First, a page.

Poland Wants to Poach Thousands of U.K. Finance JobsBy and
Poland is for EU unity based on common sense, not extremes
Deputy Premier Morawiecki woos Goldman, HSBC to shift staff
Poland is seeking to fill the space between “Le Pen and the Eurocrats” in talks over the U.K.’s departure from the European Union and is pushing to win tens of thousands of jobs from Britain’s financial sector, a top government official said.
The conservative Law & Justice-led cabinet, which has drawn criticism from EU leaders for backsliding on democracy, sees euroskeptic French presidential candidate Marine Le Pen and the European officials pushing for deeper integration as two extremes, Deputy Prime Minister Mateusz Morawiecki said in an interview on Tuesday. Both are wrong, and Poland, which backs the “unity of Europe and the EU,” will demand the trading bloc builds its relations solely based on “common-sense,” he said.
“We don’t want to punish, but we will be tough in the U.K.’s exit negotiations,” Morawiecki, who is also finance minister, said at the prime minister’s chancellery in Warsaw. “Extremes are wrong. We want to foster EU unity that’s based on the four fundamental freedoms” -- the movement of people, goods, services and capital, he said.
As the largest country in the EU’s ex-communist east, Poland is the biggest benefactor of EU development funds, of which the U.K. is the fourth-biggest contributor, with 107 billion euros ($113 billion) earmarked for 2014 to 2020. It has also seen more of its nationals emigrate to other states than any other eastern member, with about 1 million of Poland’s 38 million people living in the U.K. alone.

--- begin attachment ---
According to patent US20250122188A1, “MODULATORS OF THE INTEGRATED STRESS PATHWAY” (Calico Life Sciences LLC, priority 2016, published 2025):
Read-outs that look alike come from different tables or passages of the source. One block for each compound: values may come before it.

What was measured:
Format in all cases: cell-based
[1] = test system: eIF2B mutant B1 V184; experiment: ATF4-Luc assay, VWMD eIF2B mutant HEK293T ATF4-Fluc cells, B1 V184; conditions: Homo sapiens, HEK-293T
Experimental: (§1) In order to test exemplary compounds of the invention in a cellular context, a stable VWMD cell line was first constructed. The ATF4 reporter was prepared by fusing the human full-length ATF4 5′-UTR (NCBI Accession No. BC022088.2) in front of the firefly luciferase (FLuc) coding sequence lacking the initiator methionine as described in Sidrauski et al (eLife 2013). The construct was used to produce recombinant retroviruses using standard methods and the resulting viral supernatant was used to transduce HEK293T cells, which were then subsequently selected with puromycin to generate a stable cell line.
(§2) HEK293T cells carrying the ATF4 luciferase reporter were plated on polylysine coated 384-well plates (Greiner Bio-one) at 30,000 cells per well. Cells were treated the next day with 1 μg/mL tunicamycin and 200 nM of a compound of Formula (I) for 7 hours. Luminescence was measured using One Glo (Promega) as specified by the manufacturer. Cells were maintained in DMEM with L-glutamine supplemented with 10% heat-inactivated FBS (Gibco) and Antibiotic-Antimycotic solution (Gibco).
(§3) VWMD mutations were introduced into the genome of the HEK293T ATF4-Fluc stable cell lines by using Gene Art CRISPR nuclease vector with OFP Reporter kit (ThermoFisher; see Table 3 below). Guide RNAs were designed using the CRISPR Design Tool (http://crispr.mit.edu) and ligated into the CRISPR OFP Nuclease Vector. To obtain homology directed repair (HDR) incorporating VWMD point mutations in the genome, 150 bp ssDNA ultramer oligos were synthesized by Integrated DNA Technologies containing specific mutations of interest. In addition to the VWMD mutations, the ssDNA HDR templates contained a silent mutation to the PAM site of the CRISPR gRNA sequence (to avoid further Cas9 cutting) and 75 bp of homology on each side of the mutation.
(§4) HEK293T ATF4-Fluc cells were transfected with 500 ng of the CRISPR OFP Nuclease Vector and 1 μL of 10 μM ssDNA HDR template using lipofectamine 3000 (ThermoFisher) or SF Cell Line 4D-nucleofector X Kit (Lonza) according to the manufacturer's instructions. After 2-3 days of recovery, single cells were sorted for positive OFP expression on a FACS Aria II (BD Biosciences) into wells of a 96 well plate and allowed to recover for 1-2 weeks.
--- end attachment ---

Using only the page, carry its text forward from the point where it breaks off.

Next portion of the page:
The government in Warsaw has therefore pushed to secure future contributions to the EU budget while also protecting the rights of Poles to live and work abroad. Still, it has objected to both deeper integration, with Law & Justice leader Jaroslaw Kaczynski deriding the EU values of liberalism and multiculturalism as contrary to Poland’s traditional conservative roots. The administration has also bridled against the idea of a two-speed Europe in which countries that use the euro may have more sway than those outside of the currency zone.
“Look at Denmark and Sweden -- they’re not in the euro zone and nothing bad has happened,” Morawiecki said. “Besides, look at the euro zone. It’s facing enormous challenges that need to be solved. It’s clearly not an optimal currency area.”
Poland’s zloty has gained 2.2 percent against the euro this year, outperforming its peers in the eastern EU. The zloty was virtually unchanged at 4.308 against the single currency at 4:30 p.m. in Warsaw.
Still, Poland isn’t on the list for a diplomatic charm offensive by U.K. Prime Minister Theresa May, who is trying to split the bloc’s members and win allies in central and eastern Europe for the Brexit talks, a senior British official said last month. As May’s government moves to increase lobbying staff and give ambassadors higher status in Slovenia, Slovakia and the Baltic states, Poland has joined other EU nations that are jostling to attract jobs that may flow out of Britain.
While Germany, France and Ireland are vying to coax big banks and their euro-clearing operations away from London, Poland and other lower-wage countries are wooing companies to resettle their back-office and other operations in the region’s booming shared service centers. Negotiations between the government in Warsaw and Goldman Sachs Group Inc. and HSBC Bank Plc to shift staff to Poland are “going well,” and the country expects to attract 30,000 jobs in its financial and software industries in the wake of Brexit, Morawiecki said.
He added that a 500 million euro engine plant deal with Germany’s Daimler AG is also on track, while Volkswagen AG may increase production. The government is also “on the brink” of announcing further greenfield investments in the country, he said.
“Over the last three weeks, I’ve confirmed plans with Daimler and I will soon discuss a boost to output of Crafter vans with Volkswagen in the Polish plant,” Morawiecki said.